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Reps. Sweeney, Lepore-Hagan to introduce bill requiring multiple, secure ballot drop boxes

Legislation follows Secretary of State's refusal to accept court rulings
February 22, 2021
Bride Rose Sweeney News

State Reps. Bride Rose Sweeney (D-Cleveland) and Michele Lepore-Hagan (D-Youngstown) today announced legislation requiring multiple secure ballot drop boxes, based on geography and population, to ensure a fair and equitable voting process. Current law permits multiple secure ballot drop boxes despite the Ohio Secretary of State’s choice to restrict them in the face of several court decisions.

“No matter where they live, every Ohio voter should have the option to physically drop off their ballot in a way that is both secure and convenient. This is not a radical idea – it’s just commonsense,” said Rep. Sweeney. “We should not have to spell it out for Secretary LaRose, especially when numerous courts have already upheld that he is allowed to do this under current law.”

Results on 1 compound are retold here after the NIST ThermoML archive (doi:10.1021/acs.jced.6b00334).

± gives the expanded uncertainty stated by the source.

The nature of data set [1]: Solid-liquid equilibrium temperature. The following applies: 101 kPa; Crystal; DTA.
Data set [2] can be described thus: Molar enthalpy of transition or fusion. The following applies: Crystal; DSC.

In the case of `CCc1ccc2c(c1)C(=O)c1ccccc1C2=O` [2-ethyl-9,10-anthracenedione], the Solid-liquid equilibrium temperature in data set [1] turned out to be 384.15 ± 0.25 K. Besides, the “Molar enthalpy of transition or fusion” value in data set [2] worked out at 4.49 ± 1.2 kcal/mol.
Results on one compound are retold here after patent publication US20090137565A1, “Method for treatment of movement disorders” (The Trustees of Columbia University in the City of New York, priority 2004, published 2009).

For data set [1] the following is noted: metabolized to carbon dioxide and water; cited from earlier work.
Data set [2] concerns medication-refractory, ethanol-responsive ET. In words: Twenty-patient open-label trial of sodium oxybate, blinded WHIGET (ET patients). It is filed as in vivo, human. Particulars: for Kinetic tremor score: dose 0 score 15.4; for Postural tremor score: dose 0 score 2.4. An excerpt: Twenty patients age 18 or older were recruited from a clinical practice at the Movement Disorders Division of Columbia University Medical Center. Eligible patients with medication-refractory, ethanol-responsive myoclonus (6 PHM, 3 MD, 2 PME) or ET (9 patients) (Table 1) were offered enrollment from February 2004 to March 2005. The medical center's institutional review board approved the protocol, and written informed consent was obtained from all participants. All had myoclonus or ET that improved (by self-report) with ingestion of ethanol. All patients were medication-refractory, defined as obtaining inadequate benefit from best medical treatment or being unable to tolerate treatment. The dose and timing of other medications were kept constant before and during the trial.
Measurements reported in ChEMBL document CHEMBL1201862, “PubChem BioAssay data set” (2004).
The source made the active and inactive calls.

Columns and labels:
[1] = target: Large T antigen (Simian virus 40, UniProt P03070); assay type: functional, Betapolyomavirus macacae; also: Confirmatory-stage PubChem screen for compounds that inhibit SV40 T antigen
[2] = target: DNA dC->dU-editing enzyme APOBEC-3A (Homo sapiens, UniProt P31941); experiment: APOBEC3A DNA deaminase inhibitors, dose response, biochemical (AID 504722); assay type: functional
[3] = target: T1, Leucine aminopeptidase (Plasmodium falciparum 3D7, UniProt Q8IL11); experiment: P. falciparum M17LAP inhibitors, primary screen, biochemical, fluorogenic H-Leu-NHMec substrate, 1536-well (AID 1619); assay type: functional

This legislation, which instructs county Boards of Elections to consider geography, population, and population density when determining the location of drop boxes, comes on the heels of Ohio Secretary of State Frank LaRose reissuing a contentious order once again limiting the number of ballot drop boxes to one per county for the May 4 primary.

While Michigan has over 700 drop boxes, there is one drop box for one million Ohio voters in Cuyahoga County, resulting in unnecessary traffic jams and long lines at the box. Likewise, voters in many rural counties have to travel long distances in order to drop off their ballots at the county seat, reducing the effectiveness of the option. 

“Secure drop boxes will strengthen democracy in Ohio by making voting easier and increasing participation in our elections,” Rep. Lepore-Hagan said, noting that drop boxes are already an essential component of electoral systems in three states that were among the leaders in voter turnout in 2020:

Number 2 Colorado, 76% overall turnout, 70% of ballots cast via dropbox
Number 5 Oregon, 75% turnout with 75% cast via dropbox
Number 6 Washington, 75% turnout, 73% cast via drop boxes.

“In each of these states, voters have access to hundreds of drop boxes located at schools, libraries, post offices, government buildings, shopping plazas, stores, and community centers in urban, suburban, and rural communities,” said Rep. Lepore-Hagan. “We can and we should make voting just as easy here in Ohio.”

Ohio’s local governments and voting rights groups have long offered to cooperate with Boards of Elections to establish additional drop boxes. Under the proposal, a bipartisan team of election officials would close each drop box and promptly collect the contents together.